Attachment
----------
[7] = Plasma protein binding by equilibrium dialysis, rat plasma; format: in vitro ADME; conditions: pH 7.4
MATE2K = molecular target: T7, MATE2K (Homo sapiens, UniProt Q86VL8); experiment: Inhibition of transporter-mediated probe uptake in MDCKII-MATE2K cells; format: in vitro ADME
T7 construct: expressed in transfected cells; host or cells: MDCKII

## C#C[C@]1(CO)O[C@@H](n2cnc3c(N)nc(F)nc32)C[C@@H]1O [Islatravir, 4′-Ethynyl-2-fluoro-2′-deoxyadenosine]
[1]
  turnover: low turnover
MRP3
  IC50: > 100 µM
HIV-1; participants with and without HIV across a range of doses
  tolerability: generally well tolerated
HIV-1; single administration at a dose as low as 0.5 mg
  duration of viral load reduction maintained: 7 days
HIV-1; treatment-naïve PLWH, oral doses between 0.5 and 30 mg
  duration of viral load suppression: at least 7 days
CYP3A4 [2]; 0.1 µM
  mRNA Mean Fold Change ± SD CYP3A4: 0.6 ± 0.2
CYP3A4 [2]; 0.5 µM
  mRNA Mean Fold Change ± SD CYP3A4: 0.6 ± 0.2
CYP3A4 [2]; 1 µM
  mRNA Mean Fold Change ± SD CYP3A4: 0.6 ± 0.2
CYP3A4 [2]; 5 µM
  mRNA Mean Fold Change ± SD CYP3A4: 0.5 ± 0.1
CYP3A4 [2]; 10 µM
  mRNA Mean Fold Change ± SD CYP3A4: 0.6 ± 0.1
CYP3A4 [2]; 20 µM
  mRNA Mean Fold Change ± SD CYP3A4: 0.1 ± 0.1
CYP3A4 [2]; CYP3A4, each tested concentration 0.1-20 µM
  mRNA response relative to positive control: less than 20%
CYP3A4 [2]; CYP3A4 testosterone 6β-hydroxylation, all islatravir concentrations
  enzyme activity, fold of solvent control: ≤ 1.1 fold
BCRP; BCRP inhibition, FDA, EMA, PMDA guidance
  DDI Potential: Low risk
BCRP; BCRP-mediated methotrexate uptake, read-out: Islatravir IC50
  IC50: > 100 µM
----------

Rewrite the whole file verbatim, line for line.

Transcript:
[7] = Plasma protein binding by equilibrium dialysis, rat plasma; format: in vitro ADME; conditions: pH 7.4
MATE2K = molecular target: T7, MATE2K (Homo sapiens, UniProt Q86VL8); experiment: Inhibition of transporter-mediated probe uptake in MDCKII-MATE2K cells; format: in vitro ADME
T7 construct: expressed in transfected cells; host or cells: MDCKII

## C#C[C@]1(CO)O[C@@H](n2cnc3c(N)nc(F)nc32)C[C@@H]1O [Islatravir, 4′-Ethynyl-2-fluoro-2′-deoxyadenosine]
[1]
  turnover: low turnover
MRP3
  IC50: > 100 µM
HIV-1; participants with and without HIV across a range of doses
  tolerability: generally well tolerated
HIV-1; single administration at a dose as low as 0.5 mg
  duration of viral load reduction maintained: 7 days
HIV-1; treatment-naïve PLWH, oral doses between 0.5 and 30 mg
  duration of viral load suppression: at least 7 days
CYP3A4 [2]; 0.1 µM
  mRNA Mean Fold Change ± SD CYP3A4: 0.6 ± 0.2
CYP3A4 [2]; 0.5 µM
  mRNA Mean Fold Change ± SD CYP3A4: 0.6 ± 0.2
CYP3A4 [2]; 1 µM
  mRNA Mean Fold Change ± SD CYP3A4: 0.6 ± 0.2
CYP3A4 [2]; 5 µM
  mRNA Mean Fold Change ± SD CYP3A4: 0.5 ± 0.1
CYP3A4 [2]; 10 µM
  mRNA Mean Fold Change ± SD CYP3A4: 0.6 ± 0.1
CYP3A4 [2]; 20 µM
  mRNA Mean Fold Change ± SD CYP3A4: 0.1 ± 0.1
CYP3A4 [2]; CYP3A4, each tested concentration 0.1-20 µM
  mRNA response relative to positive control: less than 20%
CYP3A4 [2]; CYP3A4 testosterone 6β-hydroxylation, all islatravir concentrations
  enzyme activity, fold of solvent control: ≤ 1.1 fold
BCRP; BCRP inhibition, FDA, EMA, PMDA guidance
  DDI Potential: Low risk
BCRP; BCRP-mediated methotrexate uptake, read-out: Islatravir IC50
  IC50: > 100 µM